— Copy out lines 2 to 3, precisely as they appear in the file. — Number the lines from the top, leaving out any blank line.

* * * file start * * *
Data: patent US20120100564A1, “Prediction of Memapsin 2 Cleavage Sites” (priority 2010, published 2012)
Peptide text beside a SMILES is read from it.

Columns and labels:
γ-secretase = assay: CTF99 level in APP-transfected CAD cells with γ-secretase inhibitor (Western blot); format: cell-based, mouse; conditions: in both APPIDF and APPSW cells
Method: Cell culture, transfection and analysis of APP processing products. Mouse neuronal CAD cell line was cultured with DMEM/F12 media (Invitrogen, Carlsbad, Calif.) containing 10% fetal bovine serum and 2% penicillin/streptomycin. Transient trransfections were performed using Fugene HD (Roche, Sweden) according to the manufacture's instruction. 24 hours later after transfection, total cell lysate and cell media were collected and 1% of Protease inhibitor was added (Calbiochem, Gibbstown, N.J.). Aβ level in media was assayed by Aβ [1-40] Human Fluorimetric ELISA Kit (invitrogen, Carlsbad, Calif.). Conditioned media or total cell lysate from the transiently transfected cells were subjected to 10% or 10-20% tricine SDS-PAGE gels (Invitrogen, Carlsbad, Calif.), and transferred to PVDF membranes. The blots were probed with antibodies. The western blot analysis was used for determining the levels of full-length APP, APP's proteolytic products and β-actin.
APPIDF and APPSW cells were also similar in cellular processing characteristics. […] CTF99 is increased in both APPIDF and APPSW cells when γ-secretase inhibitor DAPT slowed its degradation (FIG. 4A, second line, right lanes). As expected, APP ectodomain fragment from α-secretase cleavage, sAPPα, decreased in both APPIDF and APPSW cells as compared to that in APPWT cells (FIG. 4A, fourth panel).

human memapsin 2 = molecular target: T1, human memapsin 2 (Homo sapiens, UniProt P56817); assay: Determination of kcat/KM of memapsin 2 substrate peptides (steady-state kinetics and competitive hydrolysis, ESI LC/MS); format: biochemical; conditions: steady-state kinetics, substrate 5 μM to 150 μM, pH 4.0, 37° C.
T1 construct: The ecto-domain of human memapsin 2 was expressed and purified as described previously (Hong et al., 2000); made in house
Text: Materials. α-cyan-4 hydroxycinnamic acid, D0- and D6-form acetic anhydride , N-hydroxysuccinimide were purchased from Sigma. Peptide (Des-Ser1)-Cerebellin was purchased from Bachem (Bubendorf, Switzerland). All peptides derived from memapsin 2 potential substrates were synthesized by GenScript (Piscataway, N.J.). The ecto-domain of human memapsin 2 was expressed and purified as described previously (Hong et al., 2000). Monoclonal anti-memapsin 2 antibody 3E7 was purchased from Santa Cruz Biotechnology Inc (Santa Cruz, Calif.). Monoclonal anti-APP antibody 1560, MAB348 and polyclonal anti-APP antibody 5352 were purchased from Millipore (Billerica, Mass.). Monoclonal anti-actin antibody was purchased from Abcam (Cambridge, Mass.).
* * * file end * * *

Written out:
Peptide text beside a SMILES is read from it.

Columns and labels: